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Russia, NATO to Tie Munitions Disposal Agreement

Russia, NATO to Tie Munitions Disposal Agreement 26.11.2012
Text: Lenta.ru
Photo: topwar.ru
Russia plans to sign a munitions disposal agreement with NATO, writes Kommersant on Nov 26 referring to sources in Brussels and in Russian defense ministry. According to the newspaper, it is planned to dispose arsenals on Russian money with use of NATO technologies.

The talks are going on for several months and were intensified after Sergei Shoigu shifted Anatoly Serdiukov at Russian defense minister's post. According to Kommersant, Russian experts are to visit munitions disposal facility Yahshihan in Turkey by the end of 2012 and then optimize cooperation and sign an agreement with NATO.

It is planned to summarize the visit to Turkey early in 2013 at the defense ministerial session of NATO-Russia Council. According to sources of Kommersant, the agreement may not be signed because four soldiers died at the Turkish mine disposal asset in Jan 2012.

By that agreement, NATO plans to improve relations with Moscow, writes Kommersant. In its turn, Russia expects the Alliance's technologies to shorten number of casualties when disposal of munitions. Several large incidents occurred since the beginning of the current year. In particular, two conscript soldiers died in the summer as a result of accidental explosion at the Pogonovo Range, Voronezh region. The recent large incident happened in Oct 2012 in Orenburg region when 4,000 munitions exploded spontaneously. As a result, residents of several adjacent settlements were evacuated.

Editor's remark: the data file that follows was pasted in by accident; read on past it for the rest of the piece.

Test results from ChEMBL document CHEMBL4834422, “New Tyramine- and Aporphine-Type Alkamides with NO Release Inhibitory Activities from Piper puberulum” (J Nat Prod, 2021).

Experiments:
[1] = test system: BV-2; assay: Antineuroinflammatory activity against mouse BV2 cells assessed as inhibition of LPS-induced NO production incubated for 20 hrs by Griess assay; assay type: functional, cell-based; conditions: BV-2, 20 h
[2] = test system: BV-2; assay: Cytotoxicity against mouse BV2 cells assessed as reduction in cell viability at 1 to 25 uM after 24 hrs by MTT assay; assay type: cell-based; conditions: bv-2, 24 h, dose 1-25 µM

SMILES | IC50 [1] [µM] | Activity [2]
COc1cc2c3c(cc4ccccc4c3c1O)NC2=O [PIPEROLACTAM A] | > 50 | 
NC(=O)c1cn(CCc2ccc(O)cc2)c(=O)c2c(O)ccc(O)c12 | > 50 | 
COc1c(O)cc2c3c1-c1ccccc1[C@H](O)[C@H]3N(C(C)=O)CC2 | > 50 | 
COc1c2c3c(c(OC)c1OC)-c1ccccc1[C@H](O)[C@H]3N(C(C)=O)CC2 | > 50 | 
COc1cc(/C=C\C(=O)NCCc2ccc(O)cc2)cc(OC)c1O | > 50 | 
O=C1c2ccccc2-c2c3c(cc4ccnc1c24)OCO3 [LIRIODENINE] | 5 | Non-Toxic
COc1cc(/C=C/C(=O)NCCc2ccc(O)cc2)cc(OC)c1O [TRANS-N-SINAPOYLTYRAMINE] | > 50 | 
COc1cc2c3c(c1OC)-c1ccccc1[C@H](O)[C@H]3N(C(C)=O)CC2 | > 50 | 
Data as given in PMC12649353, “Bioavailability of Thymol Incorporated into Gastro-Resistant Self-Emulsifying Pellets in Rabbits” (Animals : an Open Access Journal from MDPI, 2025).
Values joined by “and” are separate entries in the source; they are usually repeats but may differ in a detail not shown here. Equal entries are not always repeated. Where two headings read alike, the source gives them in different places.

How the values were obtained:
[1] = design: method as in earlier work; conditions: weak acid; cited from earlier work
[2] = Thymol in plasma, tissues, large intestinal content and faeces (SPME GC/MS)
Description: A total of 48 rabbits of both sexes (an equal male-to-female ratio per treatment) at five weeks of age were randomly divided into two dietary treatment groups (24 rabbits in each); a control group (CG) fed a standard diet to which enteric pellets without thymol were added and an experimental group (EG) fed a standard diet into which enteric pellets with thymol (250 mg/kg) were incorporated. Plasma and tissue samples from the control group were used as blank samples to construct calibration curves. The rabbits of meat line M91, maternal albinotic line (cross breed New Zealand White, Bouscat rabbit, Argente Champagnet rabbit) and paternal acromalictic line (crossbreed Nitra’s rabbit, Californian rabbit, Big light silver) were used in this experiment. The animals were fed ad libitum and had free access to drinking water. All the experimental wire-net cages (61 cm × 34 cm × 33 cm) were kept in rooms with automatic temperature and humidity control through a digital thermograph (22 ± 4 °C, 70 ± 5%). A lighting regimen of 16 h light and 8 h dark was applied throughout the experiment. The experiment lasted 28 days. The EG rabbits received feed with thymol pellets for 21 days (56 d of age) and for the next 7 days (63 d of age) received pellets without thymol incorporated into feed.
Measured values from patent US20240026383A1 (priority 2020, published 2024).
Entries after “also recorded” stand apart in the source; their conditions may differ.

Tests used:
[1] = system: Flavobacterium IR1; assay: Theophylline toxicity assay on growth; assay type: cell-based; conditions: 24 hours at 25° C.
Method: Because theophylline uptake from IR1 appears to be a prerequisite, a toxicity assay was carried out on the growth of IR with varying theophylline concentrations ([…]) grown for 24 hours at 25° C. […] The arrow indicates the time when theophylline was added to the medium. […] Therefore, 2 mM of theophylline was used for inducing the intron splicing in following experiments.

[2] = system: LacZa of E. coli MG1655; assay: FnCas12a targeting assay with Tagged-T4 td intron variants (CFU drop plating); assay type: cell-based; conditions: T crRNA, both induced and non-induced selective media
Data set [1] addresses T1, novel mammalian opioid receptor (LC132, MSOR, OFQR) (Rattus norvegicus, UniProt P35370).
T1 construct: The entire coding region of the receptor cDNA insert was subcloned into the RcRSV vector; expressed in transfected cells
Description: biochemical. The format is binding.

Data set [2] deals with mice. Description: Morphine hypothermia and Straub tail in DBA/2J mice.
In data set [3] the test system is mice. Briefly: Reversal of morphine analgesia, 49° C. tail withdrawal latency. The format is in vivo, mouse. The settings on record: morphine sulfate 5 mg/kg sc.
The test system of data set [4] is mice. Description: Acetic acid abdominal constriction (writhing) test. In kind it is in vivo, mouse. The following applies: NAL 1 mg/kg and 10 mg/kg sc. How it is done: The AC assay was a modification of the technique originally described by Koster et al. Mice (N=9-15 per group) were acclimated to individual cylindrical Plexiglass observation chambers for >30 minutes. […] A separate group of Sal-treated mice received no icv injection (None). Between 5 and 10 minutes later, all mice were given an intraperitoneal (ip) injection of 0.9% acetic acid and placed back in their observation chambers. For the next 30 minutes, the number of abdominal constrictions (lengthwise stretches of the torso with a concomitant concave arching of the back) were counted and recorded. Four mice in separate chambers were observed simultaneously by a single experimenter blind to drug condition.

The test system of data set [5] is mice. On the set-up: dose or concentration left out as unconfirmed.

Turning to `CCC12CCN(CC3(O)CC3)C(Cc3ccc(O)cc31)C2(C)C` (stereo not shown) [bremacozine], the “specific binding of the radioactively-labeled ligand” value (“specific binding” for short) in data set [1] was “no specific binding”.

Acting Russian ambassador to NATO Nikolai Korchunov confirmed Russia's interest in NATO technologies during his interview to Kommersant.

After the incident in the Orenburg region, defense ministry promised to stop disposal of munitions by way of explosion until 2013 and shift to industrial utilization.

NATO has already tied an agreement with Ukraine on disposal of munitions, small arms, and portable air defense systems. The Alliance sponsors more than a half of trust fund that finances these works. Russia and NATO tried to agree upon joint arms disposal in 2005. Cost of works was evaluated as RUR 73 bln; the Alliance was ready to cover somewhat 40 percent of the sum. This time, Russia plans to finance munitions disposal in full, writes Kommersant without naming approximate cost of works.

Late in 2011, Russia adopted a RUR 39-bln munitions industrial disposal program for the periods of 2011-2015 and 2016-2020. According to sources in the government's military industrial committee, about 90 percent of munitions are destroyed by servicemen while only 10 percent Ц by special panels.

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